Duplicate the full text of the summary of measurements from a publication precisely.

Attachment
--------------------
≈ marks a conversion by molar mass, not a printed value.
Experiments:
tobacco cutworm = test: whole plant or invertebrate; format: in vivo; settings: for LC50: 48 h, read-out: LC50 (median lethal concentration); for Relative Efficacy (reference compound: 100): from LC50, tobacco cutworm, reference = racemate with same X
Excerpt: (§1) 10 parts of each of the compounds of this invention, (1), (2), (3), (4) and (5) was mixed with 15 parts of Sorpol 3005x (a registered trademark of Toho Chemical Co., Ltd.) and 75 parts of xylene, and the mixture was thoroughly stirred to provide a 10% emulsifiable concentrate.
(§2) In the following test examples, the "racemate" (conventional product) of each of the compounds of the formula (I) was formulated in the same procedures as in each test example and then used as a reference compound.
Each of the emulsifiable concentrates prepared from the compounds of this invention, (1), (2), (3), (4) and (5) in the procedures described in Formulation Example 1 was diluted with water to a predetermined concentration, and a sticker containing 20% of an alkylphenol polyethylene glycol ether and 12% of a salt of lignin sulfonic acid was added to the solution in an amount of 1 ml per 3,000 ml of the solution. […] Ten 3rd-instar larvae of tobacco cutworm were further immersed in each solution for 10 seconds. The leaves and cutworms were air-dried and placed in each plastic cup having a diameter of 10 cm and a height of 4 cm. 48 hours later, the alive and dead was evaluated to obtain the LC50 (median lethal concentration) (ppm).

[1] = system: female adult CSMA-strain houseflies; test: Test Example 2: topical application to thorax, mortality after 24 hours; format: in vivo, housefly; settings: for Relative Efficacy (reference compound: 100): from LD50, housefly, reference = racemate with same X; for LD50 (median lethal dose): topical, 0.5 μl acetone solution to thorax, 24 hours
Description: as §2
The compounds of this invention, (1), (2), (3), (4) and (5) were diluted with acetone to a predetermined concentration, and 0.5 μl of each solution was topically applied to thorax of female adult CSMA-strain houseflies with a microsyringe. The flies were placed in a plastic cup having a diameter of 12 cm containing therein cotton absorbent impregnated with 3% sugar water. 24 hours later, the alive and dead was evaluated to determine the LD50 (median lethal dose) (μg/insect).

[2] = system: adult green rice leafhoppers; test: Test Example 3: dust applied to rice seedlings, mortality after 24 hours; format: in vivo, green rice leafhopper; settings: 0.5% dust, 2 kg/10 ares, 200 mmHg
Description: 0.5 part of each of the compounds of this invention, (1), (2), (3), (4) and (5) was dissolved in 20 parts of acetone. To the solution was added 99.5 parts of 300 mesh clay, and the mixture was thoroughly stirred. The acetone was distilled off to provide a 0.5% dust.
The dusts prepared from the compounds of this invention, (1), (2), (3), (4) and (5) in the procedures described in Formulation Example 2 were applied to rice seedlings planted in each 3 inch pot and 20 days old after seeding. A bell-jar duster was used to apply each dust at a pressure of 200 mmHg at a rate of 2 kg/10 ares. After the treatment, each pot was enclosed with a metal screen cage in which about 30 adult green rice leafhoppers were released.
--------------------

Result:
≈ marks a conversion by molar mass, not a printed value.
Experiments:
tobacco cutworm = test: whole plant or invertebrate; format: in vivo; settings: for LC50: 48 h, read-out: LC50 (median lethal concentration); for Relative Efficacy (reference compound: 100): from LC50, tobacco cutworm, reference = racemate with same X
Excerpt: (§1) 10 parts of each of the compounds of this invention, (1), (2), (3), (4) and (5) was mixed with 15 parts of Sorpol 3005x (a registered trademark of Toho Chemical Co., Ltd.) and 75 parts of xylene, and the mixture was thoroughly stirred to provide a 10% emulsifiable concentrate.
(§2) In the following test examples, the "racemate" (conventional product) of each of the compounds of the formula (I) was formulated in the same procedures as in each test example and then used as a reference compound.
Each of the emulsifiable concentrates prepared from the compounds of this invention, (1), (2), (3), (4) and (5) in the procedures described in Formulation Example 1 was diluted with water to a predetermined concentration, and a sticker containing 20% of an alkylphenol polyethylene glycol ether and 12% of a salt of lignin sulfonic acid was added to the solution in an amount of 1 ml per 3,000 ml of the solution. […] Ten 3rd-instar larvae of tobacco cutworm were further immersed in each solution for 10 seconds. The leaves and cutworms were air-dried and placed in each plastic cup having a diameter of 10 cm and a height of 4 cm. 48 hours later, the alive and dead was evaluated to obtain the LC50 (median lethal concentration) (ppm).

[1] = system: female adult CSMA-strain houseflies; test: Test Example 2: topical application to thorax, mortality after 24 hours; format: in vivo, housefly; settings: for Relative Efficacy (reference compound: 100): from LD50, housefly, reference = racemate with same X; for LD50 (median lethal dose): topical, 0.5 μl acetone solution to thorax, 24 hours
Description: as §2
The compounds of this invention, (1), (2), (3), (4) and (5) were diluted with acetone to a predetermined concentration, and 0.5 μl of each solution was topically applied to thorax of female adult CSMA-strain houseflies with a microsyringe. The flies were placed in a plastic cup having a diameter of 12 cm containing therein cotton absorbent impregnated with 3% sugar water. 24 hours later, the alive and dead was evaluated to determine the LD50 (median lethal dose) (μg/insect).

[2] = system: adult green rice leafhoppers; test: Test Example 3: dust applied to rice seedlings, mortality after 24 hours; format: in vivo, green rice leafhopper; settings: 0.5% dust, 2 kg/10 ares, 200 mmHg
Description: 0.5 part of each of the compounds of this invention, (1), (2), (3), (4) and (5) was dissolved in 20 parts of acetone. To the solution was added 99.5 parts of 300 mesh clay, and the mixture was thoroughly stirred. The acetone was distilled off to provide a 0.5% dust.
The dusts prepared from the compounds of this invention, (1), (2), (3), (4) and (5) in the procedures described in Formulation Example 2 were applied to rice seedlings planted in each 3 inch pot and 20 days old after seeding. A bell-jar duster was used to apply each dust at a pressure of 200 mmHg at a rate of 2 kg/10 ares. After the treatment, each pot was enclosed with a metal screen cage in which about 30 adult green rice leafhoppers were released.